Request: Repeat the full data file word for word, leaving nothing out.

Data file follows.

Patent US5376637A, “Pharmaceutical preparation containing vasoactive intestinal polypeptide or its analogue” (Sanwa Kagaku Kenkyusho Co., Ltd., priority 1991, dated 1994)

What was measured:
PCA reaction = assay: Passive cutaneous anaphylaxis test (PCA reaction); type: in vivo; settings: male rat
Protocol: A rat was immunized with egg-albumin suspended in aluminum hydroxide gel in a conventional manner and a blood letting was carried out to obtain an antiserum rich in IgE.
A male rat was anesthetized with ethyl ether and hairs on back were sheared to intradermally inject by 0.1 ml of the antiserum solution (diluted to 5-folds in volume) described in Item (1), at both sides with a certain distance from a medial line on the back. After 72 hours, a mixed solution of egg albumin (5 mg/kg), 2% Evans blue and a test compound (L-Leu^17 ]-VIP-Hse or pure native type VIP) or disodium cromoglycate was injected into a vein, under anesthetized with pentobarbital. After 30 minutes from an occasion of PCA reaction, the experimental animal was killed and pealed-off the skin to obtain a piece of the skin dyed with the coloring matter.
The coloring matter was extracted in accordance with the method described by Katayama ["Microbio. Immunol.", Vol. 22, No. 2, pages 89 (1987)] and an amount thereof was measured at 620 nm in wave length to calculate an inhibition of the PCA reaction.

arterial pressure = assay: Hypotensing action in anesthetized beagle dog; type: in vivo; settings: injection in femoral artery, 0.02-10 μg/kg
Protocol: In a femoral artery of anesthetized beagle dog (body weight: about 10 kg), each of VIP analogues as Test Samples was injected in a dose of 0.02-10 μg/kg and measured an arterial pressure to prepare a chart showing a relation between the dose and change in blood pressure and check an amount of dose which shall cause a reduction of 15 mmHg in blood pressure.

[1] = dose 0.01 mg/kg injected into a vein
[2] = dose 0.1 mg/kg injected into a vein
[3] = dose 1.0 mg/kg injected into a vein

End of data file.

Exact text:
Patent US5376637A, “Pharmaceutical preparation containing vasoactive intestinal polypeptide or its analogue” (Sanwa Kagaku Kenkyusho Co., Ltd., priority 1991, dated 1994)

What was measured:
PCA reaction = assay: Passive cutaneous anaphylaxis test (PCA reaction); type: in vivo; settings: male rat
Protocol: A rat was immunized with egg-albumin suspended in aluminum hydroxide gel in a conventional manner and a blood letting was carried out to obtain an antiserum rich in IgE.
A male rat was anesthetized with ethyl ether and hairs on back were sheared to intradermally inject by 0.1 ml of the antiserum solution (diluted to 5-folds in volume) described in Item (1), at both sides with a certain distance from a medial line on the back. After 72 hours, a mixed solution of egg albumin (5 mg/kg), 2% Evans blue and a test compound (L-Leu^17 ]-VIP-Hse or pure native type VIP) or disodium cromoglycate was injected into a vein, under anesthetized with pentobarbital. After 30 minutes from an occasion of PCA reaction, the experimental animal was killed and pealed-off the skin to obtain a piece of the skin dyed with the coloring matter.
The coloring matter was extracted in accordance with the method described by Katayama ["Microbio. Immunol.", Vol. 22, No. 2, pages 89 (1987)] and an amount thereof was measured at 620 nm in wave length to calculate an inhibition of the PCA reaction.

arterial pressure = assay: Hypotensing action in anesthetized beagle dog; type: in vivo; settings: injection in femoral artery, 0.02-10 μg/kg
Protocol: In a femoral artery of anesthetized beagle dog (body weight: about 10 kg), each of VIP analogues as Test Samples was injected in a dose of 0.02-10 μg/kg and measured an arterial pressure to prepare a chart showing a relation between the dose and change in blood pressure and check an amount of dose which shall cause a reduction of 15 mmHg in blood pressure.

[1] = dose 0.01 mg/kg injected into a vein
[2] = dose 0.1 mg/kg injected into a vein
[3] = dose 1.0 mg/kg injected into a vein